Monday, August 2, 2010

The Perfect Sales Pitch


After a four-month break from the gym, it was time for me to regain the lost health. And so, keeping my options open, I went to a fitness centre close to my workplace to see what it could offer me. “Good evening, sir,” said a young and cheerful attendant, Mohit, ushering me into the lobby. “Please have a seat,” he said, sitting opposite me on the sofa. “Can I get you something to drink – tea, coffee or soft drinks?” he enquired. And while my tea arrived, he fetched his notepad and pen. “Have you visited our centre before, sir?” he asked politely. “No, this is my first visit,” I replied. “Then, please allow me to show you around,” he suggested, getting up from his seat and guiding me in the direction of the cardio section.

It was indeed a pleasant and genuine greeting. I kept registering in my mind and couldn’t help relate to what we train retailers in – a good opening line and a quick tour. I found the mannerisms of the attendant impressive and began to feel at home. Perhaps, my long search for a fitness centre had ended.

There were many other factors that could go wrong, and so I chose not to decide so quickly. “We are a UK- based fitness centre, operating over 500 fitness centres in 20 countries. In India, we have four centres – two in Delhi and one each in Bangalore and Mumbai,” he said as we embarked on the quick tour. “We have the best of equipment, sir,” he pointed as we passed the cross-training section, which looked like an assembly of stationary robots with handles and pedals at odd angles.

As I walked past, I couldn’t help but admire a few determined souls who were wrestling with those equipment with their hands pulling bars, their complaining legs pushing pedals, their foreheads filled with beads of sweat and almost all of them panting for breath.

“To our right is the lounge where members can relax,” he said. Some, who had finished their workout for the day, were watching TV or flipping through magazines.

When we reached the cardio section, all I saw was another assembly of equipment – treadmills, cross-trainers, cycles, steppers and other equipment. They were all facing a glass wall at the far end, which gave a rather unsightly view of the road below. Suspended from the ceiling against the glass wall were half-a- dozen 48-inch LCD TVs. After returning from the cardio floor, Mohit took me into the inner recesses of the centre. On the right we passed other equipment. They were all facing a glass wall at the far end, which gave a rather unsightly view of the road below. Suspended from the ceiling against the glass wall were half-a- dozen 48-inch LCD TVs.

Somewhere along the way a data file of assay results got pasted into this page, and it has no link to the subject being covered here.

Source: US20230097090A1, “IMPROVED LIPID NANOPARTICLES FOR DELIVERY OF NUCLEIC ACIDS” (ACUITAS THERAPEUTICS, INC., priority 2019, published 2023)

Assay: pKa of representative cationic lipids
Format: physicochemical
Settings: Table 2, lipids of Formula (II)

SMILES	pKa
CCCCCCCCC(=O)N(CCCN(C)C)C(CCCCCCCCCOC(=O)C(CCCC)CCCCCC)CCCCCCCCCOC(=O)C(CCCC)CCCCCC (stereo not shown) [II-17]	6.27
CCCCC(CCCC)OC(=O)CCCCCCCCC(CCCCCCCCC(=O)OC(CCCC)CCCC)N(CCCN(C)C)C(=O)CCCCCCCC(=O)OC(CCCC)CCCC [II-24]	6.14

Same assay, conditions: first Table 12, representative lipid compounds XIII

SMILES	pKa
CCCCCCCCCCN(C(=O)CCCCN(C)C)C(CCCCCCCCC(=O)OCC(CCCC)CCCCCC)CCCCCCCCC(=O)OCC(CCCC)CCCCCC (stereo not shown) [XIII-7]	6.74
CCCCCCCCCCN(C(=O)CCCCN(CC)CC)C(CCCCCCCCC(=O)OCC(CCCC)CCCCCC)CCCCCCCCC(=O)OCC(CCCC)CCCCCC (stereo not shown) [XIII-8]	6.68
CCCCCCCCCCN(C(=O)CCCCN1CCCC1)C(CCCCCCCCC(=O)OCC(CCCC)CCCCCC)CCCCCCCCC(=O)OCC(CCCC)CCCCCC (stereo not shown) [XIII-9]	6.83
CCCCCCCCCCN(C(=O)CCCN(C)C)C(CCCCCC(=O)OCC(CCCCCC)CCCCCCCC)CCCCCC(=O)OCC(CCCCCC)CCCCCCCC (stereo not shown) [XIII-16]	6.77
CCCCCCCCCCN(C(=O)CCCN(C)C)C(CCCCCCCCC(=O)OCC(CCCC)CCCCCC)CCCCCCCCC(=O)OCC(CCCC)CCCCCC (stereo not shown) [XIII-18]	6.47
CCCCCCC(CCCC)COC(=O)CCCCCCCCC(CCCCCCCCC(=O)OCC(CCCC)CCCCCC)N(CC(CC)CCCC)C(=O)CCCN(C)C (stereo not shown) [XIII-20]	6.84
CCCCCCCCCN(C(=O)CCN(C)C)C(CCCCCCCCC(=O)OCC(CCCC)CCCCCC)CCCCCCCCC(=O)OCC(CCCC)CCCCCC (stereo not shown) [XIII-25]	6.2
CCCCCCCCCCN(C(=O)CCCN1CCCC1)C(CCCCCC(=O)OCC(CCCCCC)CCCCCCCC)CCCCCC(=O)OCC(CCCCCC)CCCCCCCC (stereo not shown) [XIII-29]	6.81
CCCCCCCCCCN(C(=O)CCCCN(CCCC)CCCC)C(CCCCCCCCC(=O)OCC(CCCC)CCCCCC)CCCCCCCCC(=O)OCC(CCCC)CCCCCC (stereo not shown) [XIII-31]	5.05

After returning from the cardio floor, Mohit took me into the inner recesses of the centre. On the right we passed a small room, whose floor, walls and ceiling resembled that of a dance floor in a discotheque. It had several stationary cycles and an elevated platform at the far end. “This is our RPM studio,” he introduced.

To the left we passed the weights area, which had a sound-proof soft flooring, as against the wooden flooring in the rest of the centre. In front of us was a larger studio. On the stage at the far end was an instructor with a microphone, who was making 20-odd enthusiasts move their bodies to her instructions. “This is where we conduct aerobics, kick-boxing, pilates and yoga sessions, sir,” said Mohit, as I stood admiring their synchronised steps. He then pointed to a wall behind us that had a huge display of the schedule for the month, featuring various sessions at the large studio. Our next few stops included the locker room, sauna and washrooms – all very clean and hygienic.

The fitness centre was indeed well- equipped, a main criterion for making the ‘buying’ decision. But many times, a good product is not enough to make people buy it, understanding the customer’s needs is equally important, if not more.

As we returned to the consulting table, Mohit began to know me and my needs better. “Sir, do you live close by?” he had begun to probe amiably. “No, I work close by,” I replied and added “I’d like to work out after office.” Trying to help me in suggesting the right fitness solution, he made me provide him more information. “You see, I have a long drive back home,” I felt encouraged to say, “and it does not help one bit that I end up very late at the gym near home where I used to work out earlier.”